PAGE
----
To answer those questions, it helps to look at the religion’s past. The fiscal well-being—and the fiscal policies—of the LDS church have fluctuated enormously in the religion’s roughly two-century history. For the first 100 years, Mormonism foundered financially. Joseph Smith, the faith’s founding prophet, was focused on building Zion and cared little about balanced books. Under his leadership and that of his immediate successors, the private property of the church and of the church’s leaders sometimes became hopelessly intertwined. This casual approach to finance was mirrored in the informality of Mormon worship, which, back then, was often marked by impromptu preaching, prophesying, and even speaking in tongues.
In the 1880s, however, the federal government seized much of the church’s property—temples, meetinghouses, and businesses—as part of its effort to stamp out polygamy. Though some of this property was restored, the era of prosecutions left the faith near bankrupt.
The church leadership found a partial solution at the turn of the 20th century, when they began stressing that devout Mormons should contribute 10 percent of their income to the church. The practice of tithing revolutionized Mormon life. Some estimates peg the church’s annual tithing revenues today at around $7 billion a year. And as the church’s economics changed, so did its culture. The church began spending money on, for instance, Temple Square. In 1904, an information booth for tourists opened, followed by visitors’ centers on either end of the square—large, museum-like affairs with displays on Mormon history. In 1935, the flower beds were installed, and the 1960s brought seasonal landscaping with Christmas lights and perennials. And this evolution of Temple Square is a microcosm of broader trends within Mormonism.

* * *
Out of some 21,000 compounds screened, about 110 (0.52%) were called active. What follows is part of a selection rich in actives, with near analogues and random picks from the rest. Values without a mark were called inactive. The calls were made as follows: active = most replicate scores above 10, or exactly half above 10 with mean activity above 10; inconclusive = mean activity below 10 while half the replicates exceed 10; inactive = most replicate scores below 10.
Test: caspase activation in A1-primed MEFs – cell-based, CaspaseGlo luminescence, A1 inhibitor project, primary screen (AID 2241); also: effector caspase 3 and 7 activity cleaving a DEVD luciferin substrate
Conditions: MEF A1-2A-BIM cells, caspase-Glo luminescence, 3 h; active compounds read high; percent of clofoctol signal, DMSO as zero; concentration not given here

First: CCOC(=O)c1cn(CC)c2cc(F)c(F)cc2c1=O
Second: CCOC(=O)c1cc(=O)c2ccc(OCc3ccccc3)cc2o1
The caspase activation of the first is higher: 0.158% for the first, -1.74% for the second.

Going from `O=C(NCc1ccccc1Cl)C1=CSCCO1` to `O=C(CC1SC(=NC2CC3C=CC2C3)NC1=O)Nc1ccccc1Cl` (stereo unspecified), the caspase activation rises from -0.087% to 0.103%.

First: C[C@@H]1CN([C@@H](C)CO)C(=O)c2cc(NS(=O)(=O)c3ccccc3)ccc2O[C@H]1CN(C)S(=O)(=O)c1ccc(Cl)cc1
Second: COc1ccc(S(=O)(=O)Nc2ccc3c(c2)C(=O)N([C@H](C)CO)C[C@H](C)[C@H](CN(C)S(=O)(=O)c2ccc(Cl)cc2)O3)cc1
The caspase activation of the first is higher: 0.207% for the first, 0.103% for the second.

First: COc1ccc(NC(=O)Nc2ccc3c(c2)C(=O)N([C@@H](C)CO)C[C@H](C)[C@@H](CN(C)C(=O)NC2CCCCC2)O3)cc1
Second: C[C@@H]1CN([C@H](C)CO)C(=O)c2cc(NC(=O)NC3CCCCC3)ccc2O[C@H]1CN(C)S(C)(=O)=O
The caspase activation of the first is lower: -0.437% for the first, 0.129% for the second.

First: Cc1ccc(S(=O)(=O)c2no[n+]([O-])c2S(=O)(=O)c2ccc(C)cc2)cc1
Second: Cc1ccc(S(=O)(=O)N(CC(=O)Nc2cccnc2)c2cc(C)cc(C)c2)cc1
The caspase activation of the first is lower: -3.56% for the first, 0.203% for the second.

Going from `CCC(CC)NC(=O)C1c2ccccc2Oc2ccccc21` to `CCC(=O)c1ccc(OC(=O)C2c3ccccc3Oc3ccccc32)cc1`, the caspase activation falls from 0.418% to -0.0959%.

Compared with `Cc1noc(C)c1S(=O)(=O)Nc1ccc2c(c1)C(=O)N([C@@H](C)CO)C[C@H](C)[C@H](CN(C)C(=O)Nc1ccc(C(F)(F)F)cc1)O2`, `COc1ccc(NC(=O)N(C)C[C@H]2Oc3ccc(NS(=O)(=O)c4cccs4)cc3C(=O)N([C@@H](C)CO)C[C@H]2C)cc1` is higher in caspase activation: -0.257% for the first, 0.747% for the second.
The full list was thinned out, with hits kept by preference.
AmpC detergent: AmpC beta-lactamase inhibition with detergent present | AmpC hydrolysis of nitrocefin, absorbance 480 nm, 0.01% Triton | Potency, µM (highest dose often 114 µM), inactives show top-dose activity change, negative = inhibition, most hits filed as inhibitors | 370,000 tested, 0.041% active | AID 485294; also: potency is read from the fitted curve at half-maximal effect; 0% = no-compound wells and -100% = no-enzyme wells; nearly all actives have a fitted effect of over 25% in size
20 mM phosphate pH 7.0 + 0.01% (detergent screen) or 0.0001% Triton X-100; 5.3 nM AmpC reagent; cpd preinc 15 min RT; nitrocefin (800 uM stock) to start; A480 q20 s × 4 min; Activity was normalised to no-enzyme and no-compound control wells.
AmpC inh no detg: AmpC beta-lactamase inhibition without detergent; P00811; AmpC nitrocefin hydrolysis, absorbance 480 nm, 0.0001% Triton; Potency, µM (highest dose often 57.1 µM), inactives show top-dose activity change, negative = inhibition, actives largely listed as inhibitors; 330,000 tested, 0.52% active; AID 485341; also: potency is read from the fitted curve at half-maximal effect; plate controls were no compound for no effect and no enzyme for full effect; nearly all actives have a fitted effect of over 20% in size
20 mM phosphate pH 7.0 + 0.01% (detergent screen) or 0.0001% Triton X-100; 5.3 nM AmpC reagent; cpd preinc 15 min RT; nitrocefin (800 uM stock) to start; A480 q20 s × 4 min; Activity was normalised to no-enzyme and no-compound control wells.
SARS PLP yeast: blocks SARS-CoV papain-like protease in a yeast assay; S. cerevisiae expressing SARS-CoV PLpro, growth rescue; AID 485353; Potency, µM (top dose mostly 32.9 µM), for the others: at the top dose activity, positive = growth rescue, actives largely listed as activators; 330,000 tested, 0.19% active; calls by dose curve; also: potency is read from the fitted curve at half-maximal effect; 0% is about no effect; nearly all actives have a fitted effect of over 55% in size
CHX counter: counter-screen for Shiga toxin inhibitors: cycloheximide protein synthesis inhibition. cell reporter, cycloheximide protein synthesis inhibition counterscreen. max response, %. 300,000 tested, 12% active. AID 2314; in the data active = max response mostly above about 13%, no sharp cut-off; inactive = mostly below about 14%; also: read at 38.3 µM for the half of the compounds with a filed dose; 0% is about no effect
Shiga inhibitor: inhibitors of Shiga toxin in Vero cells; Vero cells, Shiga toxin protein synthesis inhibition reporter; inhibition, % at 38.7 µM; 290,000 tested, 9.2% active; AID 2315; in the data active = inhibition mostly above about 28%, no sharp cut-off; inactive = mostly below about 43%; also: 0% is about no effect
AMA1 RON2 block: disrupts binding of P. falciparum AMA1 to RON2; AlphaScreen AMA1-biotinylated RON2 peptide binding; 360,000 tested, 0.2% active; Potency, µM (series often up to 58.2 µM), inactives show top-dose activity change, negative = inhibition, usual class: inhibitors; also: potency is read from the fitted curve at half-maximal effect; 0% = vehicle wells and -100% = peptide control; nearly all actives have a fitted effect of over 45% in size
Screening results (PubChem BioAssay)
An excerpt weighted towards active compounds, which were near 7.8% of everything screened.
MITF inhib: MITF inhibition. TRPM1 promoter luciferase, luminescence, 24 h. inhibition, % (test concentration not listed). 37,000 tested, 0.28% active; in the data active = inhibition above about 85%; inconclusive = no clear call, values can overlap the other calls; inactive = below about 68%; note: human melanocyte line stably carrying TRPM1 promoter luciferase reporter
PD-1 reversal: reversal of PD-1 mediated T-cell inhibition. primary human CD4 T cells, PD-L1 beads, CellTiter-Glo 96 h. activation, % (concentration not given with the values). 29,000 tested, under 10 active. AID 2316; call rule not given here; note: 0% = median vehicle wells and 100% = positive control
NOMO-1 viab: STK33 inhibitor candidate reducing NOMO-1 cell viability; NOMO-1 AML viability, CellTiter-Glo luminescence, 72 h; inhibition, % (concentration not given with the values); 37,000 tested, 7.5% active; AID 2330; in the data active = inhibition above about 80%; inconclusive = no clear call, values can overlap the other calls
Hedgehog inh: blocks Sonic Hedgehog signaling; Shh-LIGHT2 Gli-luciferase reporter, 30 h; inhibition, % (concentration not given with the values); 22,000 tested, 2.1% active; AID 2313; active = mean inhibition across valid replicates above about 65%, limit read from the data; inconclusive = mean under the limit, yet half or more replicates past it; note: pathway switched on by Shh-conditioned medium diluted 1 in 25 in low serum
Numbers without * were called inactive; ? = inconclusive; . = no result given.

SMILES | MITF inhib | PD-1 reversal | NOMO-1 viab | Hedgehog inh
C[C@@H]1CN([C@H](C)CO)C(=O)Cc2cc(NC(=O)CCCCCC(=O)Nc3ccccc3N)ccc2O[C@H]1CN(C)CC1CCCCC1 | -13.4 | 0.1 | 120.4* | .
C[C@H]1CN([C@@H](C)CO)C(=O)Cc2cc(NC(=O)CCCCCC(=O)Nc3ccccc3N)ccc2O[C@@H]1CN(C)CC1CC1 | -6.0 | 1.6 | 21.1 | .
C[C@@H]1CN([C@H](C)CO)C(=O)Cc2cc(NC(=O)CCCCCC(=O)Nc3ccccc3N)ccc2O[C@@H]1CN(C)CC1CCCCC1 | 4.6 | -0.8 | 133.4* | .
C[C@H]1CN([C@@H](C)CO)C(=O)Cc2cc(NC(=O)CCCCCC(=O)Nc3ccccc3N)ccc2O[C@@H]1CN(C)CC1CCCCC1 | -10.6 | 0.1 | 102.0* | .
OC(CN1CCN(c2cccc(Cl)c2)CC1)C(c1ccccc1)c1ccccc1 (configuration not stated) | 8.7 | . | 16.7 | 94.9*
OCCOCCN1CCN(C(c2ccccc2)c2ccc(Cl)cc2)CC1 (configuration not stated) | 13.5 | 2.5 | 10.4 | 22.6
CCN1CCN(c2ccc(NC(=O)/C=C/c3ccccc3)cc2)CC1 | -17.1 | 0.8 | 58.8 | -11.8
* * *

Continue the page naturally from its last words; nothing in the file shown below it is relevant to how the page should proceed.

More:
Soon after World War II, the LDS Church began to invest heavily in Brigham Young University. The plan was both to make the university a nationally recognized institution—and to create greater social mobility for young Mormons. It was, in a sense, a Mormon version of the GI Bill. Even today, BYU stresses that it is an undergraduate, rather than a research, institution, and devotes outsized resources to professional training in law, business, and computer science. Tuition for a full-time LDS student at BYU today is $2,280 per semester, making BYU a respected private school that charges like a cheap public school. And as with Temple Square, a chunk of that tuition money goes to maintaining the military precision of the school’s manicured lawns, many of which have small signs commanding pedestrians to stay off.
That fixation on respectability and nice things gradually came to shape Mormonism’s spiritual ethos. In the 1950s, as the church began to attract converts around the world, Mormon leaders began to advise missionaries to don white shirts and ties, and the clothing became standard in Mormon worship services as well. The church’s recommended clothing for female missionaries reflects a similarly upscale American sensibility. At the same time, church leaders began to emphasize the spiritual virtues of “reverence,” which meant, essentially, the ability to sit still during long meetings. Mormon spirituality began to turn toward the formal, the sedate, and the contemplative. Older traditions—like speaking in tongues, playing music during the Lord’s Supper, and charismatic preaching—faded, and the Mormons became full-fledged members of the sober American middle class.